The Federal Reserve has a quarterly report that breaks out the assets held by wealth percentile of U.S. households:
This data is kind of depressing.
The top 10% owns 45% of the housing market while the bottom 90% owns 55% of real estate in this country.
And if you think this seems out of whack just wait until you see the ownership numbers for financial assets.
The top 1% now owns nearly $22 trillion in stocks and funds which represents almost 54% of the total ownership. The top 10% owns 89% of the stocks in this country, meaning the bottom 90% owns just 11% of the stocks.
This is overkill but here are these numbers in chart form to illustrate how imbalanced things are:
This is a problem.
I suppose the good news about a scalding hot housing market is the rest of the population who don’t own as many stocks aren’t being completely left behind. But we can’t bank on the housing market putting up such huge returns year in and year out.
The current housing market is an outlier.
It’s possible the stock market will have lower returns from current levels going forward but the fact that equity ownership is tied up in the hands of so few means the wealth inequality gap will continue to widen.
Although the top 10% own the bulk of the stock market, it’s estimated around 50% of the country has some ownership in the stock market.
This number is far too low for my liking but it’s much higher than we’ve seen historically.
No one can agree with 100% certainty what caused the Great Depression of 1929-1932. Some people think an overheating economy caused the stock market to crash 85%. Other people think the stock market crash brought down the economy.
Based on the ownership structure at the time, it’s hard to argue the stock market was the main catalyst.
Surprisingly few Americans were even invested in the stock market in the 1920s. In The Great Crash 1929, John Kenneth Galbraith estimates just 1% or so of the population even held shares in the stock market at the time of the great crash:
The member firms of twenty-nine exchanges in that year reported themselves as having accounts with a total of 1,548,707 customers. (Of these, 1,371,920 were customers of member firms of the New York Stock Exchange.) Thus only one and a half million people, out of a population of approximately 120 million and of between 29 and 30 million families, had an active association of any sort with the stock market.
And that crash didn’t exactly engender a sense of faith in the stock market for those who witnessed it. An entire generation of people wanted nothing to do with the stock market following the Great Depression.
Even with the huge bull market of the 1950s, only 4-5% of the country owned shares either directly in a corporation or indirectly in a mutual fund by the middle of that decade.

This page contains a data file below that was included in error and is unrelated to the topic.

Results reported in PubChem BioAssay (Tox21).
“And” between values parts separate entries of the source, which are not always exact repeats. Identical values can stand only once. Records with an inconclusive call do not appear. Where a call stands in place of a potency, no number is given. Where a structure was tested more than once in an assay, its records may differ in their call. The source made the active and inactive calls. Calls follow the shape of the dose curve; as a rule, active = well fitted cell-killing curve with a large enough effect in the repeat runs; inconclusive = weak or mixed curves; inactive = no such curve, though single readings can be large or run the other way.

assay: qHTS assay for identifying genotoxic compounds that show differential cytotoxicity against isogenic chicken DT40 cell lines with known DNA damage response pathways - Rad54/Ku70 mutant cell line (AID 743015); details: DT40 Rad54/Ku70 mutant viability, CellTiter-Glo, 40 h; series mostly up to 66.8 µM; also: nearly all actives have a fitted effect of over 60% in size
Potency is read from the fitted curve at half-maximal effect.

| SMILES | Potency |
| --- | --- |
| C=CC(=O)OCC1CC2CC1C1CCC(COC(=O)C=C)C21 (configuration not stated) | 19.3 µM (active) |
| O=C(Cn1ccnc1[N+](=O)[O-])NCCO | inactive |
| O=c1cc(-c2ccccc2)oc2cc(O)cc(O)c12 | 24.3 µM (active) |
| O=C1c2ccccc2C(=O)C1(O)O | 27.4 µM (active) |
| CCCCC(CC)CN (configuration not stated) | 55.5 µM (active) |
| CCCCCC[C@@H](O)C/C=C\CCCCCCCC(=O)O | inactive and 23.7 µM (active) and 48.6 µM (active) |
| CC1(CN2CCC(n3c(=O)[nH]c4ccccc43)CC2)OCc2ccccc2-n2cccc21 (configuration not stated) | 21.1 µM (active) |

Still, by the early 1980s the percentage of Americans who owned stocks was still just 20% or so. It wasn’t until the bull market of the 1980s and 1990s that interest in the stock market took off for real.
Maggie Mahar explains:
The share of households with a stake in the market grew from just 19 percent in 1983 to over 49 percent in 1999. And those lucky enough to have the price of admission watched their wealth soar. By ’98, the 25 to 30 percent of American families with household incomes north of $75,000 found that since ’89, their net worth had increased by some 20 percent. The wealthiest 5 percent watched their retirement funds grow by a dazzling 176 percent.
Just like today, the rich only got richer, but the fact that stock ownership went from 19% in 1983 to 49% in 1999 was a giant leap forward. The bull market brought in tons of new investors:
In 2002, fully 56 percent of those who owned stocks or stock funds had purchased their first shares sometime after 1990, while 30 percent of all equity investors had gotten their feet wet only after 1995.
I don’t know how much longer the current bull market will last. But we’re already beginning to see signs of a similar leap forward when it comes to young people getting involved in the markets.
Robinhood announced in their S1 more than half of the 18 million accounts on their platform were the first-ever brokerage accounts opened by their clients. The problem is the average account size on Robinhood is just $4,500.
So even millions of new investors won’t make much of a dent in the overall wealth pie relative to the top 10% who owns most of the stocks.
If we’re looking for a silver lining here, it’s that there has never been a better time to be a new investor. Fees are lower than ever. Access to investing platforms now sits in the palm of your hand. The barriers to entry are lower than they’ve ever been when it comes to getting more people involved in the markets.
Unfortunately, the final frontier is access to capital.
Rich people simply have more money so they save and invest more. And higher equity ownership by the wealthiest households means they will only continue to get richer.
I wish I had a good solution for this but I don’t see this dynamic changing anytime soon.
The best we can do now is get more people invested in the stock market so they can take part in the long-term upward trajectory of innovation and profits.
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